Indiana’s Archie Miller not accepting of anything short of success
For those that have watched first-year Indiana men’s basketball coach Archie Miller this season, it is apparent that the act of smiling is going to be on a very limited basis.
Miller certainly wasn’t doing so after his team played poorly at both ends of the floor Saturday in a 69-55 loss at Michigan to open the Big Ten Conference portion of the Hoosiers’ season, and he wasn’t doing so after playing No. 1-ranked Duke very competitively earlier this week either.
It is clear that Miller is only going to be accepting of actual victories, not moral ones.
“That’s the thing,” Miller said in a press conference following Saturday’s loss, “it’s disappointing when you lose to Duke. We didn’t beat Duke. I have to keep coming back to that point – we lost the game to Duke.”
Indiana played the heralded Blue Devils closely until the final four minutes before faltering, and that late malaise continued into Saturday’s game.
As much as the Hoosier Nation felt good about the effort against Duke that is how poorly it had to have felt Saturday. In the case of the Indiana coach, he felt nauseous following each.
“If any of that ‘Hey I feel good stuff’ creeps into your locker room or your bus,” Miller explained, “you have to be a focused team and you have to be possessed with getting better. You really have to understand the reality of winning and losing.”
The message from Miller since day one of his time with the program has been one of patience, as his new players learn his offensive and defensive systems, as well as the on- and off-court expectations in every aspect of their existence. However, the Indiana fan base shouldn’t confuse having patience with acceptance when it comes to wins and losses.
“Playing to win is everything,” Miller said. “Performing and production; it is every day and every game. It is not feel good because we played pretty hard against Duke. We should have beat Duke, but we didn’t.”
Indiana (4-4, 0-1 Big Ten) also never threatened the Wolverines (7-2, 1-0) either.
The Hoosiers committed nine first half turnovers, which led the offensive transition opportunities for Michigan, which took full advantage of those.
The Wolverines sank six 3-pointers in the first half, as they built a 13-point halftime lead.
Essentially every negative aspect of play that Indiana had demonstrated in the early portion of this season, but had seemingly corrected as of late, things such as being smart with the ball, sharing it amongst each other and defending the perimeter, all of that regressed considerably Saturday.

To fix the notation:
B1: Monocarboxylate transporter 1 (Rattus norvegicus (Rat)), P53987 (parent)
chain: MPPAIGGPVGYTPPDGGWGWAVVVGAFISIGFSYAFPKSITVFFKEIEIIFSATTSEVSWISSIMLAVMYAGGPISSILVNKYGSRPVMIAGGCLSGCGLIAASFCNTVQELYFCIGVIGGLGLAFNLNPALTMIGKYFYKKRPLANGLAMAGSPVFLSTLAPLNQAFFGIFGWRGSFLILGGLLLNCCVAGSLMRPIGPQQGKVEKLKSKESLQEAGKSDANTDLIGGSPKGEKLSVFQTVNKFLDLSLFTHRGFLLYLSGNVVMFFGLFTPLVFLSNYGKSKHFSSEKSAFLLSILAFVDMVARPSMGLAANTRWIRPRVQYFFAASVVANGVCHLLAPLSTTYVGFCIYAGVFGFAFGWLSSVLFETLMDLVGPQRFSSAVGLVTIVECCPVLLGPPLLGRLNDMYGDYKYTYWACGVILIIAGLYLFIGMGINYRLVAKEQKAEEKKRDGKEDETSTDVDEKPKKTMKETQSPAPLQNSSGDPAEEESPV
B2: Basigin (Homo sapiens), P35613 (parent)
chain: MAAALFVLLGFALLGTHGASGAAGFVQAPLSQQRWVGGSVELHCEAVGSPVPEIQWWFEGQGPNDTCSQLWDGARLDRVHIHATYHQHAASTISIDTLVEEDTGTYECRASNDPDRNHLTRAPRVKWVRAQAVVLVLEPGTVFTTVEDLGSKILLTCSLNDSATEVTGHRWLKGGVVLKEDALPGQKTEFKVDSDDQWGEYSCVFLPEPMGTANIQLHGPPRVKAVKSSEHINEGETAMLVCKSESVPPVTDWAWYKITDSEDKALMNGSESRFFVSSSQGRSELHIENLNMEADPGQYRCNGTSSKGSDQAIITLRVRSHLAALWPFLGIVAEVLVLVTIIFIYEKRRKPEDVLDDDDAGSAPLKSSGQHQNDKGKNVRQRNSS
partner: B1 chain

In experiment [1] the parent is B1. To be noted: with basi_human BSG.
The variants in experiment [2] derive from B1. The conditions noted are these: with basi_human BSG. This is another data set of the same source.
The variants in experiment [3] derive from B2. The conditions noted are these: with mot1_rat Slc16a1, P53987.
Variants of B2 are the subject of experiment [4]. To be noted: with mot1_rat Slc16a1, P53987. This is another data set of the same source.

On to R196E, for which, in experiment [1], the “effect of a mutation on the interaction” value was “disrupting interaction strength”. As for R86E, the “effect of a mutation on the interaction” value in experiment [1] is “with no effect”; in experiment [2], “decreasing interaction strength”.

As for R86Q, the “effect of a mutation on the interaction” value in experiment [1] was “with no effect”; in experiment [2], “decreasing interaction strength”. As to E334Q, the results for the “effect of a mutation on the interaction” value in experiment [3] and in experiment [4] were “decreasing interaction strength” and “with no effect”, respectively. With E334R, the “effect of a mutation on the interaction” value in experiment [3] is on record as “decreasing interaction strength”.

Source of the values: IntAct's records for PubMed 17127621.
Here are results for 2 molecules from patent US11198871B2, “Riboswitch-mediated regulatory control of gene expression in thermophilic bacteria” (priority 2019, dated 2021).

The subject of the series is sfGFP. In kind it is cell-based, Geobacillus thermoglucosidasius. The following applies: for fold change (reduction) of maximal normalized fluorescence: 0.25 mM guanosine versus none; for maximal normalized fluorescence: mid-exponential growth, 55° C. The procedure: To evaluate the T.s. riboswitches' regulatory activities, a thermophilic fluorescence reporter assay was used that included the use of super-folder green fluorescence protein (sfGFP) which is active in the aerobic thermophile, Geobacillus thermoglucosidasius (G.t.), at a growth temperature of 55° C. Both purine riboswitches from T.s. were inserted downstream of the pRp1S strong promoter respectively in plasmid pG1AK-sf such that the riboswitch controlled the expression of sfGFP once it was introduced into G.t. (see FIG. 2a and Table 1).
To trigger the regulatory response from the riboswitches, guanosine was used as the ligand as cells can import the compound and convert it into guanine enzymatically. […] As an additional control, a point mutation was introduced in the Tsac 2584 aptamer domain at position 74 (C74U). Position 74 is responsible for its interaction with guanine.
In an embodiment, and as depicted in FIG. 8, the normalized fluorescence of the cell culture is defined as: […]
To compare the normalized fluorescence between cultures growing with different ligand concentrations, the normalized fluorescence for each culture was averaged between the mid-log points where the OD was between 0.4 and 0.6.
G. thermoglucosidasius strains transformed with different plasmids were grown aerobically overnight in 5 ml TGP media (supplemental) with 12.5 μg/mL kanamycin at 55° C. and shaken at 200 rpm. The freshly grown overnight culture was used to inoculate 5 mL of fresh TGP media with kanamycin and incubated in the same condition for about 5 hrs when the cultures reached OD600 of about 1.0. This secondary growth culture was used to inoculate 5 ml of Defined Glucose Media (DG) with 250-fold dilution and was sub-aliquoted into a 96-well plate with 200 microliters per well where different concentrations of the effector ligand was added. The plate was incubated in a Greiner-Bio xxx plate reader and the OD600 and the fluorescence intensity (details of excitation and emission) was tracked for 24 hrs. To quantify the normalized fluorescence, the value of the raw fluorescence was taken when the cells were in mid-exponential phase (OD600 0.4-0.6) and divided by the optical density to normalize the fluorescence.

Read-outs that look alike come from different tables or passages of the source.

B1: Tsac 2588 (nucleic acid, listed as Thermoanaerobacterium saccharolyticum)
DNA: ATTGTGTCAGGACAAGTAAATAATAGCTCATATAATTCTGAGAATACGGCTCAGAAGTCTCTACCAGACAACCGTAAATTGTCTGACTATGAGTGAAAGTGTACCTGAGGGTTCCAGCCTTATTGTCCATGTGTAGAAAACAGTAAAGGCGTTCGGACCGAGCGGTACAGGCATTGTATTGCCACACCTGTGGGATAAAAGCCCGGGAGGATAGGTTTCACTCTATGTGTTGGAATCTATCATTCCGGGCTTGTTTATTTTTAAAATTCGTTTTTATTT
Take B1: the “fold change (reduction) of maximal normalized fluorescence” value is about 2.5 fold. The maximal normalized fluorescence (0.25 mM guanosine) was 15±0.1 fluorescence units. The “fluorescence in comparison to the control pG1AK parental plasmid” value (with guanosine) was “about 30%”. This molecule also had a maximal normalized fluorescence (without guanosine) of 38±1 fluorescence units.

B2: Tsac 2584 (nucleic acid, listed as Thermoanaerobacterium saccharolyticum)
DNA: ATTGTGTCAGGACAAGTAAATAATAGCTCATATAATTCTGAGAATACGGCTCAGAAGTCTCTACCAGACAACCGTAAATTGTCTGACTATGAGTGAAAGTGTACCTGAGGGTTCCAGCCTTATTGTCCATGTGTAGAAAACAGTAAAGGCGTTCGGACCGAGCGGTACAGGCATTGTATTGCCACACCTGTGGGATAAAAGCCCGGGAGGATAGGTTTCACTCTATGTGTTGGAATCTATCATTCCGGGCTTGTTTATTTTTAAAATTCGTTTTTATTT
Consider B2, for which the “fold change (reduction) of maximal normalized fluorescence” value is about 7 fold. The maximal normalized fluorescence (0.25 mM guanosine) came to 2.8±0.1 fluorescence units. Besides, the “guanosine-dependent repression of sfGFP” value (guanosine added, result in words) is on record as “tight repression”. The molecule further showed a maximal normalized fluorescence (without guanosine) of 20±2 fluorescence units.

“It starts with offense and being able to eliminate transition opportunities,” Miller said. “Then it comes back to half-court guarding the ball and not getting beat in one-on-one situations where you then have to commit help.”
“Michigan is the ultimate team that preys on that spacing and they did a good job. I think they made 11 3’s off 31 attempts in the game. And that’s probably a good reason why we only took seven. So give them credit for winning that battle.”
The Hoosiers won’t have long to dwell on their poor play, they will host Iowa Monday (8 p.m., BTN). Miller stressed the importance of learning from these defeats and moving forward mentally.
“The key is to really focus in on the next 48 hours, because we are going to play Iowa at home and that’s an important game for us,” Miller said. “That’s the most important thing we can do – learn, get better, work, be ready and have an unbelievable effort level for our Big Ten home game opportunity in December.”
“Unbelievable effort” will be nice, but as Miller noted, it’s all about actually winning.
JONES TO BOLT BLOOMINGTON
The Indiana perimeter depth got cut by one Sunday, as Miller announced that guard Curtis Jones was transferring out of the program at the end of this semester.
“We appreciate Curtis’s contributions and wish him nothing but the best in the future,” Miller said in a release.
The 6-foot-4 sophomore averaged 3.0 points in 11.4 minutes per game this season in seven contests off the bench.
“I’m grateful to have had the opportunity to be a part of the IU basketball program,” Jnes said, “and look forward to finding a new situation where I can achieve the goals I have as a basketball player and as a student.”
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